Lessons I Have Learned On (and off) the Mat

Almost three years ago I stumbled into a local yoga studio. I was late and had no clue what I was doing. I didn’t bring a water bottle or a towel, just my clumsy old self. The instructor was kind and accommodating. I struggled through this first class and woke up the next morning with aching muscles I didn’t know I possessed. Despite that, I returned. My wrists hurt, my arms burned, and my legs shook. It didn’t matter because after just a few classes, I was hooked. 

Some of my friends and family question my love for yoga. "It’s too slow." "You know, it’s not cardio.” "I’m not flexible enough for yoga." "Is it a religion?" "How hippy dippy of you." "Do they make you put your legs behind your head during the first class?" "I’d rather run, walk, skip, dance, lift weights, jog in place....anything except that!” “What do you really get out of it?”

Sometimes I address the questions. Other times I just smile my mysterious yogi smile and move on to another subject. What I know is this: yoga has changed my life. I will never NOT practice yoga. It is in my heart. It is in my body. It is in the soul.

What has yoga taught me these past three years? Hmmmm.....let me see if I can explain...

1. Yoga is not just exercise. It is mindful movement. Even if I am tired or sick, I always feel better after practicing yoga. Always. Always. Always.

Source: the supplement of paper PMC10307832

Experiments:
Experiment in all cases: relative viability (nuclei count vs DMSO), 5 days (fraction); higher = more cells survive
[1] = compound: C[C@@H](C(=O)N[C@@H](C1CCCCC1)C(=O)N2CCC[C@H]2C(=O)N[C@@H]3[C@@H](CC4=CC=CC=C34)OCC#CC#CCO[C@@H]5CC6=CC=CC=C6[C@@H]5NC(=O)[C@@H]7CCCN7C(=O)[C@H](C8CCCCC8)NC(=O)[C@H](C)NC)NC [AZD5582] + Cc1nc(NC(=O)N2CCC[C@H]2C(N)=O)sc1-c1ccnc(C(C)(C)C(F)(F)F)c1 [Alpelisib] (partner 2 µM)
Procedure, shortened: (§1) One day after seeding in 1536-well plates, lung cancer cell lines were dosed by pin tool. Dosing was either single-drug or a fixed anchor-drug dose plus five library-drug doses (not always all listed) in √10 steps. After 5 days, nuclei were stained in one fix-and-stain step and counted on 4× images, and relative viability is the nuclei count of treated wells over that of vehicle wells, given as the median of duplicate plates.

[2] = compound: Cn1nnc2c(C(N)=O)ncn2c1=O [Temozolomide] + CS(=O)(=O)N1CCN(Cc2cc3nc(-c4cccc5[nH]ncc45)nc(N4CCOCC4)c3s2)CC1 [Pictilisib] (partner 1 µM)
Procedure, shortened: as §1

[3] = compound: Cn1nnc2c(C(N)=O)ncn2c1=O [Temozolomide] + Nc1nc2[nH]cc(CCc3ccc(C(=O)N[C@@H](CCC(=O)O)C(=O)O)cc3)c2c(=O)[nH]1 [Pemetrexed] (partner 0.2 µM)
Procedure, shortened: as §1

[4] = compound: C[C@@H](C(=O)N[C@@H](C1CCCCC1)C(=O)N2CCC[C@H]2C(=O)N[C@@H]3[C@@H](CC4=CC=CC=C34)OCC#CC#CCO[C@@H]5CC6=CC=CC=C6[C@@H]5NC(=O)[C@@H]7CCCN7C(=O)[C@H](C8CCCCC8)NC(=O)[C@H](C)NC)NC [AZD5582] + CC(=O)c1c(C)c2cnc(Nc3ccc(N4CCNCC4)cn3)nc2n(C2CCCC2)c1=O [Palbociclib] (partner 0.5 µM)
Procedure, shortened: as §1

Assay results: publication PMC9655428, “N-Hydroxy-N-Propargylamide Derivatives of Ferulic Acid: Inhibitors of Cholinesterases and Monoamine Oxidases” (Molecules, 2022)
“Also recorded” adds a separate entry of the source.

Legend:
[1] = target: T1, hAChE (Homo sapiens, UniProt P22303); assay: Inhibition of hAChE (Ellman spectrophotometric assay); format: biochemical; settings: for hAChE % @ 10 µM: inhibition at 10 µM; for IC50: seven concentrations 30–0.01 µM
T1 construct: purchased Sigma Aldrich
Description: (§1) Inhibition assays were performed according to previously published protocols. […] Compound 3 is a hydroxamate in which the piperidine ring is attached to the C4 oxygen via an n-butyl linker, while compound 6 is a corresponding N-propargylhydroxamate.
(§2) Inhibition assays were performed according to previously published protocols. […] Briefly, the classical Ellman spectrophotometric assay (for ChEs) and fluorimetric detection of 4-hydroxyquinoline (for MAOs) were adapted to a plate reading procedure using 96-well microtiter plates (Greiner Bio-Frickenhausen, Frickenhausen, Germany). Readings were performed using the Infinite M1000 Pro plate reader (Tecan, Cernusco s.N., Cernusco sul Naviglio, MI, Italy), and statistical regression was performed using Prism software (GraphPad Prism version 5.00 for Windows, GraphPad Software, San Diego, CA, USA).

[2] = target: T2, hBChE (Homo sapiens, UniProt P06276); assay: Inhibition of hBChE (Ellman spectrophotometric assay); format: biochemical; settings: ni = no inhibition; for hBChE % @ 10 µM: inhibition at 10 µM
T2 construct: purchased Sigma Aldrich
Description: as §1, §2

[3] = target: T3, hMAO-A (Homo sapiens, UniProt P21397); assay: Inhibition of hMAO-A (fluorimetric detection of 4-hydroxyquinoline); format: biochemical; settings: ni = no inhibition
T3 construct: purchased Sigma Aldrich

2. Yoga has a gorgeous language. The Sanskrit terms of poses are lyrical and fill my being with music. The teachers say things like, “Raise your heart” or “Notice your body” or “Feel your strength.” This language encourages me to love myself, and that, my friends, is a powerful message.

3. Yoga does not judge. Through yoga, I have come to know what my body can do. I don’t focus on my inability to balance in crow pose or come into wheel. I instead embrace my yogi squat and bridge pose. Everyone comes to the mat with their own agenda.  Mine is the only one I concentrate on during the hour I am there.

4. Yoga is about power. Yoga requires concentration. During every practice I tell myself I have the capacity to conquer great things

5. Yoga helps me connect with my creative side. Through the moving meditation I acknowledge and honor my creative soul.

6. Yoga has taught me to be more optimistic. I stand up straighter and look at the world with brighter eyes. I see hope and promise in myself and in others.

7. Yoga has taught me to breathe. This is the most important lesson of all. Many of us forget the importance of our breath. With each breath, I know I am alive. With each breath, I can feel my heart beating. With each breath, I know there is love.

Namaste is an ancient Sanskrit greeting that is usually said at the end of every practice. Loosely translated is means, “The Spirit within me salutes the Spirit in you.” What could be more wonderful and beautiful than acknowledging the light in yourself and in others?